Georgia officials have sent out an emergency alert to doctors and physician assistants about a potentially lethal substance sold in convenience stores and other shops.
The substance is sold under the names “Crazy Clown” or “Herbal Madness Incense,” the Department of Public Health said late Friday. It is marketed as “herbal incense,” bath salts, or “roll-your-own” tobacco.
Public Health said Friday evening that in the previous 24 hours, at least eight people in southeastern Georgia had been hospitalized because of the substance. Some of them had been admitted to intensive care and were on life support, officials said.
The agency said there are indications that the chemicals or ingredients have been altered to be more dangerous. The substance is most commonly smoked or burned in a small bowl and inhaled.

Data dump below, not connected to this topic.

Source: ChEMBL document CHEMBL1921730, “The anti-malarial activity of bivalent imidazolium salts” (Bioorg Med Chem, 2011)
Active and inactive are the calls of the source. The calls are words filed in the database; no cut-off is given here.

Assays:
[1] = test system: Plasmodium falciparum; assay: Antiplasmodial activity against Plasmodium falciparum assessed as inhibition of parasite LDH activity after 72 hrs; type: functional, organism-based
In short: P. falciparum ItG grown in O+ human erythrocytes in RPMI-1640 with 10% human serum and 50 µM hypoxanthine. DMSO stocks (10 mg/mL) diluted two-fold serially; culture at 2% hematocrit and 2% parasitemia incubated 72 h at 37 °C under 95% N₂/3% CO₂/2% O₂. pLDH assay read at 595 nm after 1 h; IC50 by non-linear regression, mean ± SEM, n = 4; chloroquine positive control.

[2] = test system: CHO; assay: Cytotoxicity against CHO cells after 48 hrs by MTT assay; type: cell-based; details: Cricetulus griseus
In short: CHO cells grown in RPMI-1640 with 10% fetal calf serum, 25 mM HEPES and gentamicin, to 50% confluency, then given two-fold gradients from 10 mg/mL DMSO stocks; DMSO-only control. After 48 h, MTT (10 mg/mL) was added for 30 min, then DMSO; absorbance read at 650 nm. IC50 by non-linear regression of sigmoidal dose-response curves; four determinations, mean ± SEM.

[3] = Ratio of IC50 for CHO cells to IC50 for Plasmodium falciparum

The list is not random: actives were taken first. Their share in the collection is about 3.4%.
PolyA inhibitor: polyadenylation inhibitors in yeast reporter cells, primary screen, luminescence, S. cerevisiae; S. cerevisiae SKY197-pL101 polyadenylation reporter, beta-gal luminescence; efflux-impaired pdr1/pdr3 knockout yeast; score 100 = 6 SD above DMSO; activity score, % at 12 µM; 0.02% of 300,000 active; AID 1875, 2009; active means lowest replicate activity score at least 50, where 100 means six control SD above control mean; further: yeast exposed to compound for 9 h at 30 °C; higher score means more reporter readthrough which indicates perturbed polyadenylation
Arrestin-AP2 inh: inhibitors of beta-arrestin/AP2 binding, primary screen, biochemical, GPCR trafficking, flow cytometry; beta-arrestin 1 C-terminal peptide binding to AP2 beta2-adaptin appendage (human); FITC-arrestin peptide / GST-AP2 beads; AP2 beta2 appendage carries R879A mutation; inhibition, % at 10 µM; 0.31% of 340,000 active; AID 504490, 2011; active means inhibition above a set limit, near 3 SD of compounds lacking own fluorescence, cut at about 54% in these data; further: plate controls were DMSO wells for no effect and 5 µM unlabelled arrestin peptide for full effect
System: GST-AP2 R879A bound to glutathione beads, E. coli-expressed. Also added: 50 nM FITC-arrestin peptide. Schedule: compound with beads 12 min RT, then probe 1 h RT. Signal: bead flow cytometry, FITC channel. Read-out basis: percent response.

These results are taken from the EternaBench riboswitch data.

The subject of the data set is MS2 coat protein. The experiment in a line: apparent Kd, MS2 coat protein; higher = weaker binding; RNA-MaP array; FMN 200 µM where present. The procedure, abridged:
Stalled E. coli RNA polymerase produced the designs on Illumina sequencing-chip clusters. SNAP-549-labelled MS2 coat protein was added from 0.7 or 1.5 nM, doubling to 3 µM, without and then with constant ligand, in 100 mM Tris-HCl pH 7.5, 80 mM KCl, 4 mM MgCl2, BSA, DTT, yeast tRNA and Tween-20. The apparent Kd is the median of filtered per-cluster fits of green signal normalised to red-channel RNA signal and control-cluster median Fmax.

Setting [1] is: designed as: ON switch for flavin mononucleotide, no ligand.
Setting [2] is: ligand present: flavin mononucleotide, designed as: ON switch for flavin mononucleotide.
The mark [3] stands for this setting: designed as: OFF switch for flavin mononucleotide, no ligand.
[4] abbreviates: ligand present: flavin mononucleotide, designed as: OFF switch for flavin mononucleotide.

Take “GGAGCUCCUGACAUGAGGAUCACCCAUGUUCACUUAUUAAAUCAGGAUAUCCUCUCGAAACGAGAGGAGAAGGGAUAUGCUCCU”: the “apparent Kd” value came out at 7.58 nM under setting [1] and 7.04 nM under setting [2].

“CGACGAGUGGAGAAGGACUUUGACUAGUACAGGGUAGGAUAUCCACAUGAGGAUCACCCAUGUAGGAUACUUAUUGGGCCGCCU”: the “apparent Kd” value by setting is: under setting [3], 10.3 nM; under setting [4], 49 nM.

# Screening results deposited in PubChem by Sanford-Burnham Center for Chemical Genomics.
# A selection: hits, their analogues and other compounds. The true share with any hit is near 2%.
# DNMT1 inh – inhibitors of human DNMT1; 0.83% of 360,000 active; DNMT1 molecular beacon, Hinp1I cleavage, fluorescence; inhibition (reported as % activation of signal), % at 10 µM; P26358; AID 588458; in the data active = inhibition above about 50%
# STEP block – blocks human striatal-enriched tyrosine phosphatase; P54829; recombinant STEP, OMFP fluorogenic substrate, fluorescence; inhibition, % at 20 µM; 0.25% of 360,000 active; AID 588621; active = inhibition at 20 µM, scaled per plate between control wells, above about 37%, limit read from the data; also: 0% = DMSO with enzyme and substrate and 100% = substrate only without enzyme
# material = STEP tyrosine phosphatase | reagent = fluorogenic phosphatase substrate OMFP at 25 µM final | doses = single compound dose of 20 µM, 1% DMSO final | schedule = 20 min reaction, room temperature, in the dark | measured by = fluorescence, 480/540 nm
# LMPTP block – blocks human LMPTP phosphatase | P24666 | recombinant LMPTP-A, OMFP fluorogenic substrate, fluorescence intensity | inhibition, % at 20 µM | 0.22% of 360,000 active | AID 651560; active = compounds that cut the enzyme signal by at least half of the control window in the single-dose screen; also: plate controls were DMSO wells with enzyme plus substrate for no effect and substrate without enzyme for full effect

When ingested or inhaled, the neurotoxin can render a person immobile or unconscious and cause severe cardiac problems.
Public Health officials said first responders have reported unusual strength, agitation and combativeness in some users. Some users have
been rendered immobile, displayed abnormal reflexes or no reflexes at all, and in some cases lost consciousness.
Symptoms may appear almost immediately after a person ingests or inhales the substance, or the symptoms may be delayed until more of the product is taken in.
The Department of Public Health said it is working with the Georgia Bureau of Investigation and the Georgia Drugs and Narcotics Agency to collect these products and remove them from store shelves.
The state has attempted crackdowns on synthetic marijuana and herbal incense in the past, and last year Gov. Nathan Deal signed a law prohibiting “all forms of synthetic marijuana.”
But some manufacturers change the composition of these products slightly to try to get around the wording of the law and keep the products on store shelves.